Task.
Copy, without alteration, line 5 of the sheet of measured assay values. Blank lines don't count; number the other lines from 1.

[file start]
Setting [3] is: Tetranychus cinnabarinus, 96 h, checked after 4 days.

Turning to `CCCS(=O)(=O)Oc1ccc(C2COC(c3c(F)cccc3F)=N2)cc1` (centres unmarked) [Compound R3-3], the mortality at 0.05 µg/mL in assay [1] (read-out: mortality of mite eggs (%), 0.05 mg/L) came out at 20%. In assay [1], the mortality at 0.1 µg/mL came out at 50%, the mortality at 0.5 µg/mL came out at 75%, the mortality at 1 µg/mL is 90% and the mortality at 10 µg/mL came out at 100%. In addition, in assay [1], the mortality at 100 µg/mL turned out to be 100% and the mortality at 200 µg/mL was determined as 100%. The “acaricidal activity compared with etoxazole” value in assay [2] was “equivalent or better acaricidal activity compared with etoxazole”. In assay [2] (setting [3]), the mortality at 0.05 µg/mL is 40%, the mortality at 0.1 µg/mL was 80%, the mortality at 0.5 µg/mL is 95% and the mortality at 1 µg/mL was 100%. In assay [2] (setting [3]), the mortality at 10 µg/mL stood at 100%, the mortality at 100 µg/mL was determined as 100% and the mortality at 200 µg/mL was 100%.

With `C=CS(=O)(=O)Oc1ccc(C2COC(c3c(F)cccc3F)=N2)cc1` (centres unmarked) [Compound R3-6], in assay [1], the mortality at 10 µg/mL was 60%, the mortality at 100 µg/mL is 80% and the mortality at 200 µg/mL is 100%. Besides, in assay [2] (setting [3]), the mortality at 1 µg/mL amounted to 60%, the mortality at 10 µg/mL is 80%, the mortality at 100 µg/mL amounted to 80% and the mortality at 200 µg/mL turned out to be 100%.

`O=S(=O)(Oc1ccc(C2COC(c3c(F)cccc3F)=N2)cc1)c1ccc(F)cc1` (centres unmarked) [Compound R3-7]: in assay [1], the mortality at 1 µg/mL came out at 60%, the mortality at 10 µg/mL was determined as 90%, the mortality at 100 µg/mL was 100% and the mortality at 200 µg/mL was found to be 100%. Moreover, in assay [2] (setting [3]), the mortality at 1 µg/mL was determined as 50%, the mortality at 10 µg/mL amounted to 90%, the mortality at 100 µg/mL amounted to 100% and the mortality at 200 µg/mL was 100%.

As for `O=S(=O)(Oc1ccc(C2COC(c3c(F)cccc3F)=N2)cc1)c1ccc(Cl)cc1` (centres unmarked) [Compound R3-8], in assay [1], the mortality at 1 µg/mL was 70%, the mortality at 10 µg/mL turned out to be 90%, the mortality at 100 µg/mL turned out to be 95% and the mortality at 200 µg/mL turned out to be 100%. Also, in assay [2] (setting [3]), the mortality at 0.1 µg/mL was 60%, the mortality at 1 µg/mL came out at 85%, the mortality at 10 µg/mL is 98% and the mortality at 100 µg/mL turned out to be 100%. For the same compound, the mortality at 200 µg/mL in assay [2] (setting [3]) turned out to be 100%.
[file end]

As for `O=S(=O)(Oc1ccc(C2COC(c3c(F)cccc3F)=N2)cc1)c1ccc(Cl)cc1` (centres unmarked) [Compound R3-8], in assay [1], the mortality at 1 µg/mL was 70%, the mortality at 10 µg/mL turned out to be 90%, the mortality at 100 µg/mL turned out to be 95% and the mortality at 200 µg/mL turned out to be 100%. Also, in assay [2] (setting [3]), the mortality at 0.1 µg/mL was 60%, the mortality at 1 µg/mL came out at 85%, the mortality at 10 µg/mL is 98% and the mortality at 100 µg/mL turned out to be 100%. For the same compound, the mortality at 200 µg/mL in assay [2] (setting [3]) turned out to be 100%.